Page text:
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Publication #FPS180

Dizygotheca elegantissima False Aralia1

Edward F. Gilman2


The lacy juvenile leaves of false aralia are made up of 7 to 10 slender, jagged leaflets arranged like fingers of a hand (Fig. 1). They are coppery in color when they unfold but then become a very dark grey-green. The mature foliage looks entirely different and is heavier with broader leaflets, giving a coarser silhouette. Both types of leaves can be present on the plant at the same time.

Figure 1. 

False aralia.

[Click thumbnail to enlarge.]

General Information

Scientific name: Dizygotheca elegantissima
Pronunciation: diz-zee-goe-THEEK-uh el-uh-gan-TISS-simuh
Common name(s): false aralia
Family: Araliaceae
Plant type: shrub; tree
USDA hardiness zones: 10B through 11 (Fig. 2)
Planting month for zone 10 and 11: year round
Origin: not native to North America
Uses: container or above-ground planter; near a deck or patio; suitable for growing indoors; accent
Availability: generally available in many areas within its hardiness range

Figure 2. 

Shaded area represents potential planting range.

[Click thumbnail to enlarge.]


Height: 6 to 25 feet
Spread: 3 to 15 feet
Plant habit: upright
Plant density: open
Growth rate: moderate
Texture: fine


Leaf arrangement: spiral
Leaf type: palmately compound
Leaf margin: lobed; serrate
Leaf shape: oblong
Leaf venation: none, or difficult to see
Leaf type and persistence: evergreen
Leaf blade length: 8 to 12 inches
Leaf color: purple or red
Fall color: no fall color change
Fall characteristic: not showy

Figure 3. 

Foliage of false aralia.

[Click thumbnail to enlarge.]


Flower color: white
Flower characteristic: summer flowering


Fruit shape: unknown
Fruit length: less than .5 inch
Fruit cover: fleshy
Fruit color: brown
Fruit characteristic: inconspicuous and not showy

Trunk and Branches

Trunk/bark/branches: showy; typically multi-trunked or clumping stems
Current year stem/twig color: green
Current year stem/twig thickness: thick


Light requirement: plant grows in part shade/part sun; plant grows in the shade
Soil tolerances: slightly alkaline; clay; sand; acidic; loam
Drought tolerance: high
Soil salt tolerances: poor
Plant spacing: not applicable


Roots: usually not a problem
Winter interest: no special winter interest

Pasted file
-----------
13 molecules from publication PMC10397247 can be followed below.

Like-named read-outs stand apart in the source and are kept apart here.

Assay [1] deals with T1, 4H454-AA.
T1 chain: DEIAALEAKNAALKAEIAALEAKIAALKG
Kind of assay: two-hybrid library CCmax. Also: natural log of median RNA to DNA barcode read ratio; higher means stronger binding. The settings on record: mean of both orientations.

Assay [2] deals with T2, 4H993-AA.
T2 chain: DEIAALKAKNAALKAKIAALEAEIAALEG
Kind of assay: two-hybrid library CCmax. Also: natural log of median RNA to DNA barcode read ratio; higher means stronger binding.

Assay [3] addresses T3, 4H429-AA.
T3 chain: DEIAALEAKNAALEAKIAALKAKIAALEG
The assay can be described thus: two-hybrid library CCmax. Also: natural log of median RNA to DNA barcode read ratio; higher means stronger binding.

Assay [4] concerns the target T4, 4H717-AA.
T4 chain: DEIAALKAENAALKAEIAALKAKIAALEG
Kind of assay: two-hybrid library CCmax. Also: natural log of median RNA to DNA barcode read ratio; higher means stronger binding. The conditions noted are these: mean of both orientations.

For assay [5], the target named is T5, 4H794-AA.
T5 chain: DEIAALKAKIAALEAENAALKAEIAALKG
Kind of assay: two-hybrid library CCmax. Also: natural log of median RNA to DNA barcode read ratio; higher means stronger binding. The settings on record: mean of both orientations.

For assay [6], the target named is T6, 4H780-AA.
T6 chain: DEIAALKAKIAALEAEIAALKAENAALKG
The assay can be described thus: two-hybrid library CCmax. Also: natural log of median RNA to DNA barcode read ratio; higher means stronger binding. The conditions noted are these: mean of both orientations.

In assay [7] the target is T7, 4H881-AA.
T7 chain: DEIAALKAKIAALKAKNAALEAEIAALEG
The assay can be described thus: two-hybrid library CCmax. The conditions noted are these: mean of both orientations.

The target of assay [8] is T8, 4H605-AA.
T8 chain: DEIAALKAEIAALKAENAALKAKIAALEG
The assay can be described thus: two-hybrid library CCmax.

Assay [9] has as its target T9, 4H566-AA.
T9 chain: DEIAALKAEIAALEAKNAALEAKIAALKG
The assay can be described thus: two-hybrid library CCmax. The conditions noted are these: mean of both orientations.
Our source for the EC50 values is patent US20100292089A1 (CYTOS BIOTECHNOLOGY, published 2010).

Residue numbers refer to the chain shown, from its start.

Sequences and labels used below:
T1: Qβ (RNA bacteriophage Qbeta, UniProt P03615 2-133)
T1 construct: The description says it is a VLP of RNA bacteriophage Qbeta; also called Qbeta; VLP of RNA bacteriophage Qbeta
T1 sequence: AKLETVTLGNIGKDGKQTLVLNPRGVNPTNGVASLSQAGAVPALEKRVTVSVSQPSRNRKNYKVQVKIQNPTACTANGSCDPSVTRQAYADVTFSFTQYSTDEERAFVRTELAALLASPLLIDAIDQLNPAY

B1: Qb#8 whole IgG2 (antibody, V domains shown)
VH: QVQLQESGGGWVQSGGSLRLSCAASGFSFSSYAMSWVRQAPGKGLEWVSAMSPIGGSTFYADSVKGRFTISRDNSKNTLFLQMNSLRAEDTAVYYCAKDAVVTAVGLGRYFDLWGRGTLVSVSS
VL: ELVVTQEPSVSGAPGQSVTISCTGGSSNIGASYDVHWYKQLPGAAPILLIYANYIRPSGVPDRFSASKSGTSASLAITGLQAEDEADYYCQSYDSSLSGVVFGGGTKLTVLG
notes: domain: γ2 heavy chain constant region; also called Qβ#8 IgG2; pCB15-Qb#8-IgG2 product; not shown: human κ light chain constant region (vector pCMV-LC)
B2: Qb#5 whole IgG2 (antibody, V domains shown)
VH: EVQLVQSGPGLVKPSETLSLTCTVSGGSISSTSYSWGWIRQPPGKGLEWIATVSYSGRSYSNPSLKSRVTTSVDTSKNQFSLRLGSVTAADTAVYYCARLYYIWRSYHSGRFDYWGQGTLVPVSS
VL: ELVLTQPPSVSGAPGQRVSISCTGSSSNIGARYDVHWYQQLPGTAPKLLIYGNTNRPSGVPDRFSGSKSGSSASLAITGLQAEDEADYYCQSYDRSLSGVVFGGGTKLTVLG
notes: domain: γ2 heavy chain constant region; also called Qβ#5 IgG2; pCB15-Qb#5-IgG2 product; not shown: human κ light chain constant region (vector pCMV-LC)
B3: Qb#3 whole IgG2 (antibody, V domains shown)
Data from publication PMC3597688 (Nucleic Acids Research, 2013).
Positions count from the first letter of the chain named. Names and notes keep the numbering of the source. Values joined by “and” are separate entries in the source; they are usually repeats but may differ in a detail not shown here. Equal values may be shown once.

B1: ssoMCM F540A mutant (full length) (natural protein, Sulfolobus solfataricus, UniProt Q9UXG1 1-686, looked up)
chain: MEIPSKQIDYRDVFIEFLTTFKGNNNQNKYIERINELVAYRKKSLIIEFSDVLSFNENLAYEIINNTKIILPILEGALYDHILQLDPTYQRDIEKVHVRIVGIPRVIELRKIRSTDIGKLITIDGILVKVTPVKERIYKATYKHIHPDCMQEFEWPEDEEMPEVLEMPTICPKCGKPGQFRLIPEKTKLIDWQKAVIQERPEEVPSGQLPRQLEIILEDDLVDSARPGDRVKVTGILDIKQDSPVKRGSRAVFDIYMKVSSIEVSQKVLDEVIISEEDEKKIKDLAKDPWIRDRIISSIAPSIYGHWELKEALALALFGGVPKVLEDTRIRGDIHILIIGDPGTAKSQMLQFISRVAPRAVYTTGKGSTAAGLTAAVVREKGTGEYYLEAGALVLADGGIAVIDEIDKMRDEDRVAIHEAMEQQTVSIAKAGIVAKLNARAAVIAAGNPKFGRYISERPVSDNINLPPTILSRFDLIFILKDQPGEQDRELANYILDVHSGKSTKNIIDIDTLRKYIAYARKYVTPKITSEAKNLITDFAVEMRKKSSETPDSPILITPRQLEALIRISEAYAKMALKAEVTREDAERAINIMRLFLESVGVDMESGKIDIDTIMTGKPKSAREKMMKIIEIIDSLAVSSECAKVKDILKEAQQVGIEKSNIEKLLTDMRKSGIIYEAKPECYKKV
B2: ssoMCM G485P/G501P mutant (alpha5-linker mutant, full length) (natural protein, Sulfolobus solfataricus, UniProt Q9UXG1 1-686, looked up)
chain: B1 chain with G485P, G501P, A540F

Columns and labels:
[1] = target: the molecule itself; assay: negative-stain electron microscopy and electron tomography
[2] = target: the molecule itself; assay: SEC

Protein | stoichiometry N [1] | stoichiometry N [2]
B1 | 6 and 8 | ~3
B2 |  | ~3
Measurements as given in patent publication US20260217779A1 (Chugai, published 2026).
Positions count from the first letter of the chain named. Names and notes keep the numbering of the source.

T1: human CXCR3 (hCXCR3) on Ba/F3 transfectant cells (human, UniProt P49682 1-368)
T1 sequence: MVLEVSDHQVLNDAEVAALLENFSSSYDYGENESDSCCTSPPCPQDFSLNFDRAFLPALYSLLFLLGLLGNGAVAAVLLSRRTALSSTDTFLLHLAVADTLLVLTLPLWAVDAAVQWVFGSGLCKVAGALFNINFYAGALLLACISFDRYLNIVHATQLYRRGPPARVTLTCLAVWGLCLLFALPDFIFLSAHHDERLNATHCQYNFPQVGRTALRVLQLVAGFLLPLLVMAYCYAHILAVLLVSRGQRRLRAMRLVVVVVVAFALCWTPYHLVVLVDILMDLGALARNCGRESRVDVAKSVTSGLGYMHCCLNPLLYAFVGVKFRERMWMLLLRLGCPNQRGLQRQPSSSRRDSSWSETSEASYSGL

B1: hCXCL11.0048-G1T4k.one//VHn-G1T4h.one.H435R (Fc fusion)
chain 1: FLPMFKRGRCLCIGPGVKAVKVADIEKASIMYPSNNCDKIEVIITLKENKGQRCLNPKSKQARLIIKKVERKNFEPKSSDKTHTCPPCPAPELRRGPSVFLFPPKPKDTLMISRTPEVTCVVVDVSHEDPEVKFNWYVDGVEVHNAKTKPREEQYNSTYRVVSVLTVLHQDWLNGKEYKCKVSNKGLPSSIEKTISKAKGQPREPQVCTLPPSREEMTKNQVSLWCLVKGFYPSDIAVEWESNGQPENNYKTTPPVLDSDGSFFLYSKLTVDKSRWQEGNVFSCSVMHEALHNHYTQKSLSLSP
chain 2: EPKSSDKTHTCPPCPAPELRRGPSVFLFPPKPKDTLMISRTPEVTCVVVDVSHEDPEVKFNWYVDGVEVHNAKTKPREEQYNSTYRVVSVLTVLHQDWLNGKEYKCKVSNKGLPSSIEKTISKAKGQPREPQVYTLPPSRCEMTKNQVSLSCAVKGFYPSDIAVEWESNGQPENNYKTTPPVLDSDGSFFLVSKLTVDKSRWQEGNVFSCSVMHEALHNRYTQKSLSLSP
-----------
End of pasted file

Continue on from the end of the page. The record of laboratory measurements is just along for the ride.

Outstanding plant: not particularly outstanding
Invasive potential: not known to be invasive
Pest resistance: long-term health usually not affected by pests

Use and Management

False aralia provides a tropical look as a house plant indoors or in outdoor settings, whether in containers or at entranceways where its distinctive foliage casts interesting shadows on background walls. It can be pruned to develop into a small tree. Due to its upright, vertical habit, false aralia is best used as an accent or specimen plant.

This somewhat branched, small evergreen tree will tolerate bright light, performing best in light shade. False aralia needs fertile, well-drained soil and protection from strong winds to develop into a nice specimen.

Propagation is by air-layering, cuttings, or seed.

Pests and Diseases

Nematodes are a problem in the soil, while mites and scale can be serious leaf problems.

No diseases are of major concern.



This document is FPS180, one of a series of the Environmental Horticulture Department, UF/IFAS Extension. Original publication date October 1999. Reviewed February 2014. Visit the EDIS website at


Edward F. Gilman, professor, Environmental Horticulture Department, UF/IFAS Extension, Gainesville, FL 32611.

The Institute of Food and Agricultural Sciences (IFAS) is an Equal Opportunity Institution authorized to provide research, educational information and other services only to individuals and institutions that function with non-discrimination with respect to race, creed, color, religion, age, disability, sex, sexual orientation, marital status, national origin, political opinions or affiliations. For more information on obtaining other UF/IFAS Extension publications, contact your county's UF/IFAS Extension office.

U.S. Department of Agriculture, UF/IFAS Extension Service, University of Florida, IFAS, Florida A & M University Cooperative Extension Program, and Boards of County Commissioners Cooperating. Nick T. Place, dean for UF/IFAS Extension.